Financial calamity can fall on just about anyone. All it takes is a single medical bill, car repair or layoff that makes it difficult for you to make ends meet financially. If these hardships go on long enough and you do not have the financial resources to pay back what you owe, you may want to consider Chapter 7 bankruptcy.
What is Chapter 7 bankruptcy?
Chapter 7 bankruptcy, also referred to as “liquidation bankruptcy,” provides a means for you to legally address your debts. In a Chapter 7 bankruptcy filing, your nonexempt assets will be sold by a bankruptcy trustee. The proceeds from this sale will be used to pay off your creditors based on their priority status. After the proceeds are exhausted, many (but not necessarily all) of your remaining debts will be extinguished, allowing you to move forward with a clean financial slate.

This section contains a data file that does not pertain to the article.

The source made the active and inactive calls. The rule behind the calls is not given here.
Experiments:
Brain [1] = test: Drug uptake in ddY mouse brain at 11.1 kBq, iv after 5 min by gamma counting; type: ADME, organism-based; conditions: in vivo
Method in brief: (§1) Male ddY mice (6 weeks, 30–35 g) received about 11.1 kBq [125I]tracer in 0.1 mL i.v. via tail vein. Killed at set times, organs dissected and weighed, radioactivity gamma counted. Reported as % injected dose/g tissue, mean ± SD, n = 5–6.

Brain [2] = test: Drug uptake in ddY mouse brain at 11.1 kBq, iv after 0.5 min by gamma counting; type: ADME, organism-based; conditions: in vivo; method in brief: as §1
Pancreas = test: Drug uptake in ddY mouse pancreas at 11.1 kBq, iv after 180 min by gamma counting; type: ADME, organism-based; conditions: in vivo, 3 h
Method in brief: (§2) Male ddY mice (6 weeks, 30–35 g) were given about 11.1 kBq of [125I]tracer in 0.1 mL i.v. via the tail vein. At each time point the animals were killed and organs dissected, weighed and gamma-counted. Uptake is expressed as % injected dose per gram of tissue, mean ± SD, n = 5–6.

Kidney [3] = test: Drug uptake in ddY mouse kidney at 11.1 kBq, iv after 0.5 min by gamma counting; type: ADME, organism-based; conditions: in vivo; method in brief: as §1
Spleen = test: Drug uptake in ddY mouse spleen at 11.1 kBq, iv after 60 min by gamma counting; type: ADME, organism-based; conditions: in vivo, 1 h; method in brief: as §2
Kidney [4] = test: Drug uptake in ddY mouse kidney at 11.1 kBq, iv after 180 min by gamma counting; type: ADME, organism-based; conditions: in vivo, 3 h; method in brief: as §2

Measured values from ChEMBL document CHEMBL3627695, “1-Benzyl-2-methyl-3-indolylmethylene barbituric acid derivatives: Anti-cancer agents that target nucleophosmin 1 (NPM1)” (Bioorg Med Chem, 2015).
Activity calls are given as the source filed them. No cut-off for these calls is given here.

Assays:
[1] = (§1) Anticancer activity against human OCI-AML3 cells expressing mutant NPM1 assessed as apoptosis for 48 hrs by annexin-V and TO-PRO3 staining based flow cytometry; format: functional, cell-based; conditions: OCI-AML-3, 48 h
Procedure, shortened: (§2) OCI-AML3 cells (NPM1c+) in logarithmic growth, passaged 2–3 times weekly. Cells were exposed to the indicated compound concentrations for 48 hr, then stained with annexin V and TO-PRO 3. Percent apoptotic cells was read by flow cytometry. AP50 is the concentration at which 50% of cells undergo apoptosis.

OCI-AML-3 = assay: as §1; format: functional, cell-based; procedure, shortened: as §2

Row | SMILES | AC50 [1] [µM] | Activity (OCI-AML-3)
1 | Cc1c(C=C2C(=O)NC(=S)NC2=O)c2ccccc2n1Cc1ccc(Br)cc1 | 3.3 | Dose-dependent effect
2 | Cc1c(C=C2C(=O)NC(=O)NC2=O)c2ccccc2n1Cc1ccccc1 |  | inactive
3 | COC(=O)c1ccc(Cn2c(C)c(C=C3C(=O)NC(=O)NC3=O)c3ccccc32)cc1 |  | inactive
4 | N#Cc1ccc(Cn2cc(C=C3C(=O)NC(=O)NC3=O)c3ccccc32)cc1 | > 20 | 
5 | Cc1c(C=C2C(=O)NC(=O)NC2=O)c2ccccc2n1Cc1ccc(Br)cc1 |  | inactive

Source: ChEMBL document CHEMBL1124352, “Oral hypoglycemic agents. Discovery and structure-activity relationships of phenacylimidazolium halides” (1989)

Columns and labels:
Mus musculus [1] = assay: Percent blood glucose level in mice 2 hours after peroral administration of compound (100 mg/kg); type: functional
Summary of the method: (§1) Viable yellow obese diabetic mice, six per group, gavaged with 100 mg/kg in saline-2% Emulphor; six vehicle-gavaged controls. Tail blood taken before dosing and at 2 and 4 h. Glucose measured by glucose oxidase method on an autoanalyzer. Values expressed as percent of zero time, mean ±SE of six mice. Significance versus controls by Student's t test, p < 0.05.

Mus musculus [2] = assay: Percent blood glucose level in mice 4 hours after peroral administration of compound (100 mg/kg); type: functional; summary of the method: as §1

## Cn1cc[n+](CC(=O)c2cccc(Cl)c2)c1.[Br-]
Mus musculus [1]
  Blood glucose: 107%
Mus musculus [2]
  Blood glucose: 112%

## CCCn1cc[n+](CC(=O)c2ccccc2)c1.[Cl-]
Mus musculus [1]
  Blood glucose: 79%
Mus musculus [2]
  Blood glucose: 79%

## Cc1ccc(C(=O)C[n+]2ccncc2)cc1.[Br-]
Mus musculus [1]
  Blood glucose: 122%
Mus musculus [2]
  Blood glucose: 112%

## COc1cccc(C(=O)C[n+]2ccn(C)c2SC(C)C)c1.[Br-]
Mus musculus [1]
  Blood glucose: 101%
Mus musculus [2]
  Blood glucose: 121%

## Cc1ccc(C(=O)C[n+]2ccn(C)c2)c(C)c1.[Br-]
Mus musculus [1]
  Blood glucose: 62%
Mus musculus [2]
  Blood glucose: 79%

The Chapter 7 means test
To qualify for Chapter 7 bankruptcy, you must satisfy the Chapter 7 means test. The means test will evaluate how much you earn in income, what your expenses are and how big your family is to determine if you have sufficient disposable income to pay back your debts. If you do not pass the Chapter 7 means test, you still may be able to file for Chapter 13 bankruptcy.
Understanding your bankruptcy options
The Chapter 7 means test can be confusing, especially if you have never filed for bankruptcy before. For this reason, many people who want to file for bankruptcy will consult a professional so they can better understand their bankruptcy options, including filing for Chapter 7 or Chapter 13 bankruptcy.